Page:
Jaipur has long been the jewellery capital of India. In this city of jewellers, Munnu Kasliwal, who passed away on August 23 reigned supreme. He was a designer who elevated jewellery-making to a new level of artistic imagination. Kasliwal gave a twist to traditional Indian design, fusing Indian and western sensibilities into a new alluring aesthetic. His repertoire was vast, ranging from ceremonial regalia for Arab monarchs to exquisite diamond earrings, flower-shaped, whose petals would quiver like fragile blooms in the wind. His clientele included royalty and billionaires from across the world. In a unique honour, his works were exhibited at the Metropolitan Museum in New York, the Kennedy Centre in Washington, and Somerset House in London, to rave reviews.
Kasliwal’s style was as unique as his talent. His trademark attire was Aligarh pyjamas, full-sleeved white short kurta and a black jacket. At his understated farmhouse outside Jaipur, Kasliwal delighted in entertaining his guests in a setting of rustic simplicity. He wore his fame lightly and was always courteous, charming and hospitable.
The Kasliwal family’s Gem Palace in Jaipur, a compulsory stopover for the well-heeled and famous, became an even hotter destination. Its sanctum sanctorum was a room on the second floor of the haveli. Here, Kasliwal would sit in traditional Gandhi style, behind a low table covered with white linen with a few chairs in front for his clients. From an iron almirah nearby, treasure after treasure would be pulled out and placed on the table, each eliciting a gasp: a broad diamond belt to be worn with jeans, a necklace of spinel rubies and strings of free-floating diamonds tied to almost invisible chains etc. He loved old cut gemstones, revelling in their rounded luminosity, colour and imperfections which, in his eyes, gave each a distinctive personality. He cherished each individual creation, knowing he could not replicate it, and would only sell to those whom he felt shared its romance. He was an artist, not a salesman. Often he would ask a female visitor to wear a particular piece. There were no mirrors in the room, so the guest could only assess the effect of the piece though the expressions of her fellow visitors and the look on Munnu’s face. On one occasion, two English girls of no particular means were trying on piece after piece, squealing with delight and feeling utterly awed by the experience. “Now we know what it feels like to be a queen,” they exclaimed.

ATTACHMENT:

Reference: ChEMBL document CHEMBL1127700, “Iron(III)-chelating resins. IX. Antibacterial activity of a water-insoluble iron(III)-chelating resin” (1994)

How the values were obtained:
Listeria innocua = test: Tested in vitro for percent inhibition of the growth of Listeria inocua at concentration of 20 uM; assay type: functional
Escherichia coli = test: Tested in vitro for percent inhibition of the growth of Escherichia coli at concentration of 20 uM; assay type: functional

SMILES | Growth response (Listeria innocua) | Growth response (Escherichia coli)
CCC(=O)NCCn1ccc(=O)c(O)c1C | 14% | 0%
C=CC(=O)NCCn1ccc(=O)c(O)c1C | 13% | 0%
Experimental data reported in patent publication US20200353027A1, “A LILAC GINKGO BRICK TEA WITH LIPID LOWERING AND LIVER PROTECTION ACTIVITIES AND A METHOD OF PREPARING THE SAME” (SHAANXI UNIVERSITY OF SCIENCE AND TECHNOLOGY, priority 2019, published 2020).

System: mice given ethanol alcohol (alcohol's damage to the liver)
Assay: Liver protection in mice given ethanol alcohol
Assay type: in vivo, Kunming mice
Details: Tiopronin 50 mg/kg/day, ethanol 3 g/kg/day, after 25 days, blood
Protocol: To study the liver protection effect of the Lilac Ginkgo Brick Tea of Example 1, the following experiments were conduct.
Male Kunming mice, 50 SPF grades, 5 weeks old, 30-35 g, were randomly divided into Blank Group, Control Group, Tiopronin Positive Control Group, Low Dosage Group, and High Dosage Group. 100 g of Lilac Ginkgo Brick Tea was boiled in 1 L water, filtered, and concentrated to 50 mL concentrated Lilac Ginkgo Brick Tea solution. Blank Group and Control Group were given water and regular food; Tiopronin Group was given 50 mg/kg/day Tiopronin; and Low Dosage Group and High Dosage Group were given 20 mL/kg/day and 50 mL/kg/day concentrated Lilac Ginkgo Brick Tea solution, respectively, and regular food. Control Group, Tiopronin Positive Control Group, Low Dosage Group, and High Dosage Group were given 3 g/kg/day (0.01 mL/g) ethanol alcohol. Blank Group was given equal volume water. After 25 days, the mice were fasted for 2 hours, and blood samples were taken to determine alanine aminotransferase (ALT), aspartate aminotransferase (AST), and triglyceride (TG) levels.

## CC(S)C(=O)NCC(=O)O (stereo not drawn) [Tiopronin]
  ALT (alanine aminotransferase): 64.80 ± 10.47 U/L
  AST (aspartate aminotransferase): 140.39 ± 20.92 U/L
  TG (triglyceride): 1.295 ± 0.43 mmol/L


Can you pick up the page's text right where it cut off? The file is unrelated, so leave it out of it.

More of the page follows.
Kasliwal’s imagination was never at rest. In his last months, when he could no longer speak, his face was lit by a smile as his hands continued to draw fresh designs in the air for pieces that will never be made. In his passing, the world has lost a rare talent and a gem of a human being.
Suresh Neotia is chairman, Ambuja Cements Ltd
The views expressed by the author are personal